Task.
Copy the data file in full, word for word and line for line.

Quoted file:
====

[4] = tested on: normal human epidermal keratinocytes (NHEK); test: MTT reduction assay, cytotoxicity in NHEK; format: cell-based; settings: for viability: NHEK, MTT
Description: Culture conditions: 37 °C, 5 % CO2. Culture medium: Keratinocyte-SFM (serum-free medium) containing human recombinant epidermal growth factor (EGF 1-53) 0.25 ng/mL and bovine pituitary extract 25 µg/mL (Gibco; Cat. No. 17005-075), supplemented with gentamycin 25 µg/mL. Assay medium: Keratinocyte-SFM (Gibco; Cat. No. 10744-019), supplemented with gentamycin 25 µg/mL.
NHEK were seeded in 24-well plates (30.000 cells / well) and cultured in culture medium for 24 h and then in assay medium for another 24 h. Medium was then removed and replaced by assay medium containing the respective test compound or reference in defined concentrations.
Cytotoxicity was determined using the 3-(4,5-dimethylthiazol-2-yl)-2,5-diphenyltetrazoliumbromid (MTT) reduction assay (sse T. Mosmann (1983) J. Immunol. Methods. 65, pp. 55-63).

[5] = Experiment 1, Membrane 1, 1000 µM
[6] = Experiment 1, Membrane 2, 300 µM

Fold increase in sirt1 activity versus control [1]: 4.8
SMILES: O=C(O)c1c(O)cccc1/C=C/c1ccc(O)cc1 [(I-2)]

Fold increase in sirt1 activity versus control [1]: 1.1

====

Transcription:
[4] = tested on: normal human epidermal keratinocytes (NHEK); test: MTT reduction assay, cytotoxicity in NHEK; format: cell-based; settings: for viability: NHEK, MTT
Description: Culture conditions: 37 °C, 5 % CO2. Culture medium: Keratinocyte-SFM (serum-free medium) containing human recombinant epidermal growth factor (EGF 1-53) 0.25 ng/mL and bovine pituitary extract 25 µg/mL (Gibco; Cat. No. 17005-075), supplemented with gentamycin 25 µg/mL. Assay medium: Keratinocyte-SFM (Gibco; Cat. No. 10744-019), supplemented with gentamycin 25 µg/mL.
NHEK were seeded in 24-well plates (30.000 cells / well) and cultured in culture medium for 24 h and then in assay medium for another 24 h. Medium was then removed and replaced by assay medium containing the respective test compound or reference in defined concentrations.
Cytotoxicity was determined using the 3-(4,5-dimethylthiazol-2-yl)-2,5-diphenyltetrazoliumbromid (MTT) reduction assay (sse T. Mosmann (1983) J. Immunol. Methods. 65, pp. 55-63).

[5] = Experiment 1, Membrane 1, 1000 µM
[6] = Experiment 1, Membrane 2, 300 µM

Fold increase in sirt1 activity versus control [1]: 4.8
SMILES: O=C(O)c1c(O)cccc1/C=C/c1ccc(O)cc1 [(I-2)]

Fold increase in sirt1 activity versus control [1]: 1.1